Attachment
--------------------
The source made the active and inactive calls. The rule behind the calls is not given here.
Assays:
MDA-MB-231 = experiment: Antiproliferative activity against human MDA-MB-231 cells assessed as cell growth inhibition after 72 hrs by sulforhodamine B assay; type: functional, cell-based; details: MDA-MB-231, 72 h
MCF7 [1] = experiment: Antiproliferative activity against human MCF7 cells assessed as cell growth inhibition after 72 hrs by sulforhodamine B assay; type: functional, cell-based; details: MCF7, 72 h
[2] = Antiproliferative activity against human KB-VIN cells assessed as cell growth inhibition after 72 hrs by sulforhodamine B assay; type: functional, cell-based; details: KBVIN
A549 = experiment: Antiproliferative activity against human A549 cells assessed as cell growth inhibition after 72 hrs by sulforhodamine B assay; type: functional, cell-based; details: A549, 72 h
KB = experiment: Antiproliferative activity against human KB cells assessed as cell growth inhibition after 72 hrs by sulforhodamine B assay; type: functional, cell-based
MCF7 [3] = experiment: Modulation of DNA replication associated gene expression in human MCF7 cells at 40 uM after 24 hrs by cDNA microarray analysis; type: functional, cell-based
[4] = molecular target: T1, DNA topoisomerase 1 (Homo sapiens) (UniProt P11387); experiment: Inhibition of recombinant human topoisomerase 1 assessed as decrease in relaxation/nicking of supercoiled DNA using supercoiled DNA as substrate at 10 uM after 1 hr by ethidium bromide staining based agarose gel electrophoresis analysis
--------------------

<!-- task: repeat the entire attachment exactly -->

The source made the active and inactive calls. The rule behind the calls is not given here.
Assays:
MDA-MB-231 = experiment: Antiproliferative activity against human MDA-MB-231 cells assessed as cell growth inhibition after 72 hrs by sulforhodamine B assay; type: functional, cell-based; details: MDA-MB-231, 72 h
MCF7 [1] = experiment: Antiproliferative activity against human MCF7 cells assessed as cell growth inhibition after 72 hrs by sulforhodamine B assay; type: functional, cell-based; details: MCF7, 72 h
[2] = Antiproliferative activity against human KB-VIN cells assessed as cell growth inhibition after 72 hrs by sulforhodamine B assay; type: functional, cell-based; details: KBVIN
A549 = experiment: Antiproliferative activity against human A549 cells assessed as cell growth inhibition after 72 hrs by sulforhodamine B assay; type: functional, cell-based; details: A549, 72 h
KB = experiment: Antiproliferative activity against human KB cells assessed as cell growth inhibition after 72 hrs by sulforhodamine B assay; type: functional, cell-based
MCF7 [3] = experiment: Modulation of DNA replication associated gene expression in human MCF7 cells at 40 uM after 24 hrs by cDNA microarray analysis; type: functional, cell-based
[4] = molecular target: T1, DNA topoisomerase 1 (Homo sapiens) (UniProt P11387); experiment: Inhibition of recombinant human topoisomerase 1 assessed as decrease in relaxation/nicking of supercoiled DNA using supercoiled DNA as substrate at 10 uM after 1 hr by ethidium bromide staining based agarose gel electrophoresis analysis